Updated: Local police departments across the country are tracking cellphones without a warrant, according to documents obtained by the American Civil Liberties Union.
The ACLU surveyed about 200 state and local law enforcement agencies across the country and found that only a handful of them said they obtained “warrants based on probable cause” before tracking cellphones. Most other agencies had laxer standards for tracking cellphones. In Lincoln, Neb., for instance, local police can obtain the GPS location of cellphone users “without demonstrating probable cause,” the group said in a statement.
As a result, the ACLU concludes that there are “unclear or inconsistent legal standards from town to town that frequently fall short of probable cause,” questioning whether the practice is constitutional.
In correspondence with the ACLU, the D.C. police acknowledged using cellphone data, including location information, but declined to release the legal standards it uses for obtaining cellphone location records, saying such matters were “law enforcement sensitive” and thus should not be made publicly available.
Fritz Mulhauser, staff attorney for the ACLU’s local branch for the District of Columbia, says the local police offered a few more details about their cellphone tracking policy after being pressed by a local council member. “Chief Lanier on February 24 acknowledged in a letter before the agency annual performance oversight hearing that MPD had sought 684 cell location records in the 20 months before that date,” said Mulhauser, noting that the ACLU's original query yielded “little information.”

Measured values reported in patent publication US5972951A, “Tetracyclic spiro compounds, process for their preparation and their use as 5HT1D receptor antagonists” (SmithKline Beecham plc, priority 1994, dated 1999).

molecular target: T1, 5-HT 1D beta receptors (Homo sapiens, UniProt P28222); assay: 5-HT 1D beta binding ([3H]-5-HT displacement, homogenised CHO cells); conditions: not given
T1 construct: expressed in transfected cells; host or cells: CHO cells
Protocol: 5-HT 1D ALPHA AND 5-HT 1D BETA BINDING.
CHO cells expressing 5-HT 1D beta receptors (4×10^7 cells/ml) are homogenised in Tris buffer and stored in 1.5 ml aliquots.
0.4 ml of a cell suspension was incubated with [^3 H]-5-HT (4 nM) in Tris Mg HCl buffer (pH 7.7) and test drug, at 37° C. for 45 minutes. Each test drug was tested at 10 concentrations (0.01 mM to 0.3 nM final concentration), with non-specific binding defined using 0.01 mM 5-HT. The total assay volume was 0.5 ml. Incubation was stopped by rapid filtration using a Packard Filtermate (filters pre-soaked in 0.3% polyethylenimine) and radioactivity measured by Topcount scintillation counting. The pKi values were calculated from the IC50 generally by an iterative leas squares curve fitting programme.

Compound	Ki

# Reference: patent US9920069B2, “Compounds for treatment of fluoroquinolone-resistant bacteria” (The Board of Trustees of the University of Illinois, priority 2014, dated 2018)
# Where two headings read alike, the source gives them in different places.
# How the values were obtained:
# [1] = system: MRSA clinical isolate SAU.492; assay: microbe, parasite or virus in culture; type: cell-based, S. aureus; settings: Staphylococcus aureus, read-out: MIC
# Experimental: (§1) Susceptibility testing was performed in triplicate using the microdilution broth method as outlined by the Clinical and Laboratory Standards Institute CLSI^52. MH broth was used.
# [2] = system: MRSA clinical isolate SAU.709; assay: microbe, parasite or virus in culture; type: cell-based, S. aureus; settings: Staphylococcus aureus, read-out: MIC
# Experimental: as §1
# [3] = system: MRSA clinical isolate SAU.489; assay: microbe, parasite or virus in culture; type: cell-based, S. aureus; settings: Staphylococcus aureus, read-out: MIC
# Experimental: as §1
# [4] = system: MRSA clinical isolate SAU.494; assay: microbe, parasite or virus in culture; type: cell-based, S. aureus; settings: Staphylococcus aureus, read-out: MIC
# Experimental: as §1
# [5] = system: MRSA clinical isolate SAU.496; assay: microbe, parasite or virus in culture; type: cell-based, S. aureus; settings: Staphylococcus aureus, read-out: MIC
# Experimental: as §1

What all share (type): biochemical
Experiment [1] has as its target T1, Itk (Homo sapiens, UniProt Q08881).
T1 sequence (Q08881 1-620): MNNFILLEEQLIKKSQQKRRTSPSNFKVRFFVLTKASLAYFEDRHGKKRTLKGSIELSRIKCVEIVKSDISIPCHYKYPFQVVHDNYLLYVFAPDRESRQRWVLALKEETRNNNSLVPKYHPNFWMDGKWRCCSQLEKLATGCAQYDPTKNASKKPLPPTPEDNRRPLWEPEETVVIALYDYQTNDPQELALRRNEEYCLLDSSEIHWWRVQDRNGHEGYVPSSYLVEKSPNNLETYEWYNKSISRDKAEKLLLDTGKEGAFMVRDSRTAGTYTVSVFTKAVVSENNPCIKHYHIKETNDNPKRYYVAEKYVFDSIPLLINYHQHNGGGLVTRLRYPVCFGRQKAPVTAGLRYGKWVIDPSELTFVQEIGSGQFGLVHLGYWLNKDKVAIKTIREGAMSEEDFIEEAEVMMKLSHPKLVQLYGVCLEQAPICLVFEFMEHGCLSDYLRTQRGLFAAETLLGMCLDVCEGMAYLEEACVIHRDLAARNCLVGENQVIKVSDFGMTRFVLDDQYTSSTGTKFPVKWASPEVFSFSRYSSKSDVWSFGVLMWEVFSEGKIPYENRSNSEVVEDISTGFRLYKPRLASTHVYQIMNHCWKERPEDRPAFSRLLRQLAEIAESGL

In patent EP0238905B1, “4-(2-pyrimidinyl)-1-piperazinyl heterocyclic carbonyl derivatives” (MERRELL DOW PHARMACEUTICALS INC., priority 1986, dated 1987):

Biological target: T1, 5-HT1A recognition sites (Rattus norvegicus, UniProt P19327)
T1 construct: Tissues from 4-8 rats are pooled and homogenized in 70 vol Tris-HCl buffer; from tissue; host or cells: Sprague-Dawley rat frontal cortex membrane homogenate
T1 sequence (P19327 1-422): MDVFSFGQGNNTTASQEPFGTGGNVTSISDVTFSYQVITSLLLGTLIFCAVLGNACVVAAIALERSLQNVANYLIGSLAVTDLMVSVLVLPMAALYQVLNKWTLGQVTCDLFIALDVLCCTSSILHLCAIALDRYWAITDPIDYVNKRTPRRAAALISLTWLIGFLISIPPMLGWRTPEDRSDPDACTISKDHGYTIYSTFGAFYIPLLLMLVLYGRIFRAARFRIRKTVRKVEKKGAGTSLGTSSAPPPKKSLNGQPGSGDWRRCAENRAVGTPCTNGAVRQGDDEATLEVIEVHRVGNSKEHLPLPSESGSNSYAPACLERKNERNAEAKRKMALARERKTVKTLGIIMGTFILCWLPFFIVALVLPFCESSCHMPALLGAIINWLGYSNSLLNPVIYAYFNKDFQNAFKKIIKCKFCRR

Congress is considering a bipartisan bill that would require police to obtain a warrant to track cellphones or GPS devices, as well as banning phone companies from sharing such data without their customers’ consent. “The lack of legal clarity surrounding the use of electronically obtained location data, also known as geolocation information, means that there are no clear rules for how this data can be used, accessed or sold by law enforcement, commercial entities or private citizens,” Sen. Ron Wyden (D-Ore.), a co-sponsor of the bill, said in a news release last June when he introduced the bill.
This post has been updated since it was first published.